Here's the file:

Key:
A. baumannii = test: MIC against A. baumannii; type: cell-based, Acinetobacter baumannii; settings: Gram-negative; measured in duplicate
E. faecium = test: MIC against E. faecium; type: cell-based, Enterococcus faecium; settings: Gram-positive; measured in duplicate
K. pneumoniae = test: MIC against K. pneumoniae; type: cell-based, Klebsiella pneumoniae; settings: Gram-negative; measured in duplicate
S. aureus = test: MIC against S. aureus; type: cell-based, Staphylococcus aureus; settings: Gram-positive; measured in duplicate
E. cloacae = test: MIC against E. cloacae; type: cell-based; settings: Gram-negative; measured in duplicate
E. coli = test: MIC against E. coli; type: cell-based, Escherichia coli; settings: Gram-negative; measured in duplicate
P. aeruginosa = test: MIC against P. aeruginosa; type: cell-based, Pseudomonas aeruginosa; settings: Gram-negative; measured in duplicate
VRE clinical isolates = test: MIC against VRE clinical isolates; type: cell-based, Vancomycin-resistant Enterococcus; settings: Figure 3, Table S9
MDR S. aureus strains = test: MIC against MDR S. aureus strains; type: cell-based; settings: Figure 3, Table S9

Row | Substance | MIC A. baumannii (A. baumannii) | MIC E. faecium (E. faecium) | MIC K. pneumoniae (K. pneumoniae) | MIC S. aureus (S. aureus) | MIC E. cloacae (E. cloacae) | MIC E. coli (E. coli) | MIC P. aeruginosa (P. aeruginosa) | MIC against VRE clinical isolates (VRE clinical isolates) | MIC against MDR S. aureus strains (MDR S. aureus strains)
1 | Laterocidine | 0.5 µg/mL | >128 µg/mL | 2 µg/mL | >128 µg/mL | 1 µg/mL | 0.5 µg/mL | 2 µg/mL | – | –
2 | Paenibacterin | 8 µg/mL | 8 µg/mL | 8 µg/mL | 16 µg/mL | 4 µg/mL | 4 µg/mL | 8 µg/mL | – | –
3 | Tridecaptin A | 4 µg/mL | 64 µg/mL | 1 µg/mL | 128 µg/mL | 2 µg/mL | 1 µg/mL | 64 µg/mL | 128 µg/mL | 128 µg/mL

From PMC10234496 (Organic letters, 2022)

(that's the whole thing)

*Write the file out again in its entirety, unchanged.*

Key:
A. baumannii = test: MIC against A. baumannii; type: cell-based, Acinetobacter baumannii; settings: Gram-negative; measured in duplicate
E. faecium = test: MIC against E. faecium; type: cell-based, Enterococcus faecium; settings: Gram-positive; measured in duplicate
K. pneumoniae = test: MIC against K. pneumoniae; type: cell-based, Klebsiella pneumoniae; settings: Gram-negative; measured in duplicate
S. aureus = test: MIC against S. aureus; type: cell-based, Staphylococcus aureus; settings: Gram-positive; measured in duplicate
E. cloacae = test: MIC against E. cloacae; type: cell-based; settings: Gram-negative; measured in duplicate
E. coli = test: MIC against E. coli; type: cell-based, Escherichia coli; settings: Gram-negative; measured in duplicate
P. aeruginosa = test: MIC against P. aeruginosa; type: cell-based, Pseudomonas aeruginosa; settings: Gram-negative; measured in duplicate
VRE clinical isolates = test: MIC against VRE clinical isolates; type: cell-based, Vancomycin-resistant Enterococcus; settings: Figure 3, Table S9
MDR S. aureus strains = test: MIC against MDR S. aureus strains; type: cell-based; settings: Figure 3, Table S9

Row | Substance | MIC A. baumannii (A. baumannii) | MIC E. faecium (E. faecium) | MIC K. pneumoniae (K. pneumoniae) | MIC S. aureus (S. aureus) | MIC E. cloacae (E. cloacae) | MIC E. coli (E. coli) | MIC P. aeruginosa (P. aeruginosa) | MIC against VRE clinical isolates (VRE clinical isolates) | MIC against MDR S. aureus strains (MDR S. aureus strains)
1 | Laterocidine | 0.5 µg/mL | >128 µg/mL | 2 µg/mL | >128 µg/mL | 1 µg/mL | 0.5 µg/mL | 2 µg/mL | – | –
2 | Paenibacterin | 8 µg/mL | 8 µg/mL | 8 µg/mL | 16 µg/mL | 4 µg/mL | 4 µg/mL | 8 µg/mL | – | –
3 | Tridecaptin A | 4 µg/mL | 64 µg/mL | 1 µg/mL | 128 µg/mL | 2 µg/mL | 1 µg/mL | 64 µg/mL | 128 µg/mL | 128 µg/mL

From PMC10234496 (Organic letters, 2022)